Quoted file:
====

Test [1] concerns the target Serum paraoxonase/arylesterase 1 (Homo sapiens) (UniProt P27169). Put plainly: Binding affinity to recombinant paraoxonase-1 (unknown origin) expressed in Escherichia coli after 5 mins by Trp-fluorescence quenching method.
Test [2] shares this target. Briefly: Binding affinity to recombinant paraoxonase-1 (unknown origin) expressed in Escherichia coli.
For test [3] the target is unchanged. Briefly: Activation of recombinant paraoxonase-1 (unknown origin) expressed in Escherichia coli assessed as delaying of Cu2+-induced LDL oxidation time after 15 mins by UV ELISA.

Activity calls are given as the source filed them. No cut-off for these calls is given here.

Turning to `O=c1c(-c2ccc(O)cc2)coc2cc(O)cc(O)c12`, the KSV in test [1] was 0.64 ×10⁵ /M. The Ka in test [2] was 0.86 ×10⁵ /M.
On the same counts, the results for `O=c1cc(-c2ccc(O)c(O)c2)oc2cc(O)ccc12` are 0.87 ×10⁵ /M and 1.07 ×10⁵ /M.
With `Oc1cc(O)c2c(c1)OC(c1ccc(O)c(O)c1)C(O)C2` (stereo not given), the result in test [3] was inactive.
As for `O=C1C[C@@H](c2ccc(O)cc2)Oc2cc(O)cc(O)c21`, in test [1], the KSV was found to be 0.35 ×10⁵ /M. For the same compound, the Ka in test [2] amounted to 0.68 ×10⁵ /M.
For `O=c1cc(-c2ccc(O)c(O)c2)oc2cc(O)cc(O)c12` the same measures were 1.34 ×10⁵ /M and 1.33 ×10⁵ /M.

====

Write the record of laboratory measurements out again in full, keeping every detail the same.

Test [1] concerns the target Serum paraoxonase/arylesterase 1 (Homo sapiens) (UniProt P27169). Put plainly: Binding affinity to recombinant paraoxonase-1 (unknown origin) expressed in Escherichia coli after 5 mins by Trp-fluorescence quenching method.
Test [2] shares this target. Briefly: Binding affinity to recombinant paraoxonase-1 (unknown origin) expressed in Escherichia coli.
For test [3] the target is unchanged. Briefly: Activation of recombinant paraoxonase-1 (unknown origin) expressed in Escherichia coli assessed as delaying of Cu2+-induced LDL oxidation time after 15 mins by UV ELISA.

Activity calls are given as the source filed them. No cut-off for these calls is given here.

Turning to `O=c1c(-c2ccc(O)cc2)coc2cc(O)cc(O)c12`, the KSV in test [1] was 0.64 ×10⁵ /M. The Ka in test [2] was 0.86 ×10⁵ /M.
On the same counts, the results for `O=c1cc(-c2ccc(O)c(O)c2)oc2cc(O)ccc12` are 0.87 ×10⁵ /M and 1.07 ×10⁵ /M.
With `Oc1cc(O)c2c(c1)OC(c1ccc(O)c(O)c1)C(O)C2` (stereo not given), the result in test [3] was inactive.
As for `O=C1C[C@@H](c2ccc(O)cc2)Oc2cc(O)cc(O)c21`, in test [1], the KSV was found to be 0.35 ×10⁵ /M. For the same compound, the Ka in test [2] amounted to 0.68 ×10⁵ /M.
For `O=c1cc(-c2ccc(O)c(O)c2)oc2cc(O)cc(O)c12` the same measures were 1.34 ×10⁵ /M and 1.33 ×10⁵ /M.